My morning was spent reading the New Hampshire Bar Journal, Winter 2010 edition because I was interested in a piece by Joseph F. McDonald, III called Migrating Trusts to New Hampshire: The “Why” and the “How“. New Hampshire, along with a very few other states, allows the existence of something known as a “silent trust” or “quiet trust”. These trust funds, the distribution rules, the total assets, and much more can be kept from the beneficiary. Theoretically, you could leave $10,000,000 in a silent trust to a child, who would only learn of the inheritance and begin receiving payouts on her 35th birthday. Alternatively, you could put $100,000 in a quiet trust to be paid out as a lump sum when a grandchild graduated from college and got his first real job to help setup a home or payoff student loans.
What immediately occurred to me, however, is this seems to present a massive loophole in the government regulations of financial aid for colleges and universities. I can’t see how they could possibly stop it. A scenario will help you understand my point.
Imagine you are a successful heart surgeon. You have a niece whom you love. Her parents never saved any money, so you decide to setup a trust fund to help her once she’s an adult, independent, and moved away from home. You put $500,000 into a quiet trust that, over the decades, grows to $2,000,000. Once she turns 30, the trust will begin distributing 3% of its net value to her per year. The beneficiary, your niece, never learns of the existence of the silent trust until she is an adult in the midst of her career. She has no idea how much money is in it, that she is entitled to any of it, or even how much she will receive. For all intents and purposes, the money doesn’t exist until that first check shows up and she meets with the trustees.
[mainbodyad]The FAFSA form requires trust fund assets to be disclosed and factored into financial aid using a discounted net present value formula, even if the money isn’t available to help pay for college. With a silent trust, however, the parents don’t even know of the existence of the trust fund. They, and your niece, can’t commit perjury on the financial aid forms because they are unaware that the trust fund was ever established! How can they disclose something of which they are unaware? Even if they did become aware of the silent trust fund, they have no standing to request disclosure of the assets, meaning they can’t even guess how much is in it to complete the financial aid forms.
Likewise, what would stop you from maintaining plausible deniability as your parents setup silent trust funds for the grandchildren? You could even hide the assets further by naming the child as a contingent beneficiary only entitled to the funds if he or she graduates from college, while in the meantime, someone else was (temporarily) the “real” beneficiary. It would only be useful in a certain limited number of circumstances, where the parents themselves weren’t rich but the family members were. Still, it seems blatantly obvious that with a little tweaking, you could drive a Mack truck through the FAFSA rules by taking advantage of trusts domiciled in certain states.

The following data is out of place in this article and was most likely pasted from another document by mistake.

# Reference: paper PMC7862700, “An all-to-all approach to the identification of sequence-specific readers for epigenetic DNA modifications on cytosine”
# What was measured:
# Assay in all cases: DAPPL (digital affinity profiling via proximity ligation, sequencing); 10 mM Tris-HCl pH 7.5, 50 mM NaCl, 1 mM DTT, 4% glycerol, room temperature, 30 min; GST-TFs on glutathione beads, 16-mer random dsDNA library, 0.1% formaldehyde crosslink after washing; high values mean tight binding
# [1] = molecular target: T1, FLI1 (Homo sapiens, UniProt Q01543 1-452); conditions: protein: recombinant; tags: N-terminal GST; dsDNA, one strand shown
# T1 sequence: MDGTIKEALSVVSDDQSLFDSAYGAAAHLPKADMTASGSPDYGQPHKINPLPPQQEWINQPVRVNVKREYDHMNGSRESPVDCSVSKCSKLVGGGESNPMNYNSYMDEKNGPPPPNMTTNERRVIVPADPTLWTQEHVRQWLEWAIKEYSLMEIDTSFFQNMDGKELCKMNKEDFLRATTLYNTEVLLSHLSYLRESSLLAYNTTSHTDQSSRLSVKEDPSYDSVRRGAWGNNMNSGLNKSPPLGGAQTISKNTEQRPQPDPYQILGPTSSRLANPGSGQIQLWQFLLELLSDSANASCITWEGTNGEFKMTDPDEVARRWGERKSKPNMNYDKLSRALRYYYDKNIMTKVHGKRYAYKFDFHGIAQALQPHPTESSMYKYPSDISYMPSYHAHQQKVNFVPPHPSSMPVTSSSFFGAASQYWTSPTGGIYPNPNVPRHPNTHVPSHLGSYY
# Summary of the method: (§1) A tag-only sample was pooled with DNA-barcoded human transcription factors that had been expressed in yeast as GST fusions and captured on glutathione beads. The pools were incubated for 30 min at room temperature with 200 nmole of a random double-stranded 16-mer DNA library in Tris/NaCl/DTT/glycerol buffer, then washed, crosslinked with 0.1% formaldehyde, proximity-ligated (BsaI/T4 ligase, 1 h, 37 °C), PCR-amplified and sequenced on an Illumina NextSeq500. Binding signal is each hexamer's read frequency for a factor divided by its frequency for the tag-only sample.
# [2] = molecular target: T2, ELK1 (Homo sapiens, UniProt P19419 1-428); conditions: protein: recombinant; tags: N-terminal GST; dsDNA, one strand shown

People wonder why the rich get richer. It’s not that the system is unfair, it’s what I’ve said many times already: Being rich is a symptom of behavioral patterns, such as maximizing efficiency or structuring investments in tax advantaged ways. Anyone can sit here and research this stuff; it’s publicly available, free, and not that hard to understand if you have at least a 12th grade reading level.
I’m guessing at this point, silent trusts are still so new, and so novel, having been on the scene for only 6 or 7 years, that no one has tried a lot of these techniques. If you did it right, no one would ever even know to challenge them, though, because they would remain ignorant of the trust fund in the first place.
I need to research this further … for some reason it intrigues me to spot vulnerabilities in the system. I’ve long made it known that I think trust funds should be used even by those with only $50,000 or $100,000 in wealth they want to pass on to their heirs. You can avoid a lot of folly when you lock the money away and only let the dividends, interest, and rents be spent; never the principal. You could use a trust fund to amass a lot of wealth for future generations.